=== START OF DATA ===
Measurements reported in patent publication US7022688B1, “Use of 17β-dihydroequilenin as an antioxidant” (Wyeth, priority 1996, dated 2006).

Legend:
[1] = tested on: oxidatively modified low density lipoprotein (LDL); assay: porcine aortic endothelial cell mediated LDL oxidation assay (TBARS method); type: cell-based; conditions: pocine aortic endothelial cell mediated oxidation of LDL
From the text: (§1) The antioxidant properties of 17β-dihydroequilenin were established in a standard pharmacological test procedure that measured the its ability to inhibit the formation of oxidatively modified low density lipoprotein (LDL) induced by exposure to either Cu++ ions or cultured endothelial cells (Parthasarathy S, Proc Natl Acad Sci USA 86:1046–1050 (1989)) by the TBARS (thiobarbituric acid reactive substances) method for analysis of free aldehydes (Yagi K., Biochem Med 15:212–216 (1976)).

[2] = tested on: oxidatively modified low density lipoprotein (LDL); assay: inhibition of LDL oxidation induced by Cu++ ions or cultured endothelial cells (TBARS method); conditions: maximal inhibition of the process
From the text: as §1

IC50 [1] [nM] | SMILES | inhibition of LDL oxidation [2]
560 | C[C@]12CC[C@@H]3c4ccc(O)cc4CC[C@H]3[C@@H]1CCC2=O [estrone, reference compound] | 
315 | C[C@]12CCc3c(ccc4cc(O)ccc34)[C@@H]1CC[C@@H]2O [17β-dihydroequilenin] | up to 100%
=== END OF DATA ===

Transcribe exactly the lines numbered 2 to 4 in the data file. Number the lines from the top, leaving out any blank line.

Legend:
[1] = tested on: oxidatively modified low density lipoprotein (LDL); assay: porcine aortic endothelial cell mediated LDL oxidation assay (TBARS method); type: cell-based; conditions: pocine aortic endothelial cell mediated oxidation of LDL
From the text: (§1) The antioxidant properties of 17β-dihydroequilenin were established in a standard pharmacological test procedure that measured the its ability to inhibit the formation of oxidatively modified low density lipoprotein (LDL) induced by exposure to either Cu++ ions or cultured endothelial cells (Parthasarathy S, Proc Natl Acad Sci USA 86:1046–1050 (1989)) by the TBARS (thiobarbituric acid reactive substances) method for analysis of free aldehydes (Yagi K., Biochem Med 15:212–216 (1976)).